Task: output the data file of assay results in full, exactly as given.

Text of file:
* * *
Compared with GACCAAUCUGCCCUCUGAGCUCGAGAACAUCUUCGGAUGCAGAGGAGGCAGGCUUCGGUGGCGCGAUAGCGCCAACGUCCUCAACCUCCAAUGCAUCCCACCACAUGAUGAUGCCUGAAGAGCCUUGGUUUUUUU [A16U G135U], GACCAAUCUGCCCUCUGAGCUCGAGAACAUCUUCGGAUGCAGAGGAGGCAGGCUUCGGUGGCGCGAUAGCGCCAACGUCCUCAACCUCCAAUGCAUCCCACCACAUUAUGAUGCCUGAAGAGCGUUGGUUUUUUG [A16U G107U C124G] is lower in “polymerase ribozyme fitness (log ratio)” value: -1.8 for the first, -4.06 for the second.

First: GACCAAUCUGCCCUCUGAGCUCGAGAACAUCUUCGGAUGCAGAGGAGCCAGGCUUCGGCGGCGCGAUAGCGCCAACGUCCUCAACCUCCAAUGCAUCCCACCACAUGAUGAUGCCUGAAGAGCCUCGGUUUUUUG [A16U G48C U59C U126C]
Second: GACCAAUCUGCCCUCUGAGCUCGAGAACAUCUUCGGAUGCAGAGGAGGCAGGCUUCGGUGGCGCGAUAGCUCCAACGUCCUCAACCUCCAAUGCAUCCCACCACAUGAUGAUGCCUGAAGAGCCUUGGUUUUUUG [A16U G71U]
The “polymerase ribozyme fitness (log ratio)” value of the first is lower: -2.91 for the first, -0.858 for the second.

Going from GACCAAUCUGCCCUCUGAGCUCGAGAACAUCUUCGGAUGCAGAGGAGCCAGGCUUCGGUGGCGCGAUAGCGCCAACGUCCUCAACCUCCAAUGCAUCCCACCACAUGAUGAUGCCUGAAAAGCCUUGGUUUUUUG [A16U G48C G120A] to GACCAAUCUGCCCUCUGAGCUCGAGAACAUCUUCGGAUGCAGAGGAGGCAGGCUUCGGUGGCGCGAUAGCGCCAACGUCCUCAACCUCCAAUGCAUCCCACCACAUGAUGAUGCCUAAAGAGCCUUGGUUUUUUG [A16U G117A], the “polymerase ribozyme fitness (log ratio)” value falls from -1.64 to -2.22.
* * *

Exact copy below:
Compared with GACCAAUCUGCCCUCUGAGCUCGAGAACAUCUUCGGAUGCAGAGGAGGCAGGCUUCGGUGGCGCGAUAGCGCCAACGUCCUCAACCUCCAAUGCAUCCCACCACAUGAUGAUGCCUGAAGAGCCUUGGUUUUUUU [A16U G135U], GACCAAUCUGCCCUCUGAGCUCGAGAACAUCUUCGGAUGCAGAGGAGGCAGGCUUCGGUGGCGCGAUAGCGCCAACGUCCUCAACCUCCAAUGCAUCCCACCACAUUAUGAUGCCUGAAGAGCGUUGGUUUUUUG [A16U G107U C124G] is lower in “polymerase ribozyme fitness (log ratio)” value: -1.8 for the first, -4.06 for the second.

First: GACCAAUCUGCCCUCUGAGCUCGAGAACAUCUUCGGAUGCAGAGGAGCCAGGCUUCGGCGGCGCGAUAGCGCCAACGUCCUCAACCUCCAAUGCAUCCCACCACAUGAUGAUGCCUGAAGAGCCUCGGUUUUUUG [A16U G48C U59C U126C]
Second: GACCAAUCUGCCCUCUGAGCUCGAGAACAUCUUCGGAUGCAGAGGAGGCAGGCUUCGGUGGCGCGAUAGCUCCAACGUCCUCAACCUCCAAUGCAUCCCACCACAUGAUGAUGCCUGAAGAGCCUUGGUUUUUUG [A16U G71U]
The “polymerase ribozyme fitness (log ratio)” value of the first is lower: -2.91 for the first, -0.858 for the second.

Going from GACCAAUCUGCCCUCUGAGCUCGAGAACAUCUUCGGAUGCAGAGGAGCCAGGCUUCGGUGGCGCGAUAGCGCCAACGUCCUCAACCUCCAAUGCAUCCCACCACAUGAUGAUGCCUGAAAAGCCUUGGUUUUUUG [A16U G48C G120A] to GACCAAUCUGCCCUCUGAGCUCGAGAACAUCUUCGGAUGCAGAGGAGGCAGGCUUCGGUGGCGCGAUAGCGCCAACGUCCUCAACCUCCAAUGCAUCCCACCACAUGAUGAUGCCUAAAGAGCCUUGGUUUUUUG [A16U G117A], the “polymerase ribozyme fitness (log ratio)” value falls from -1.64 to -2.22.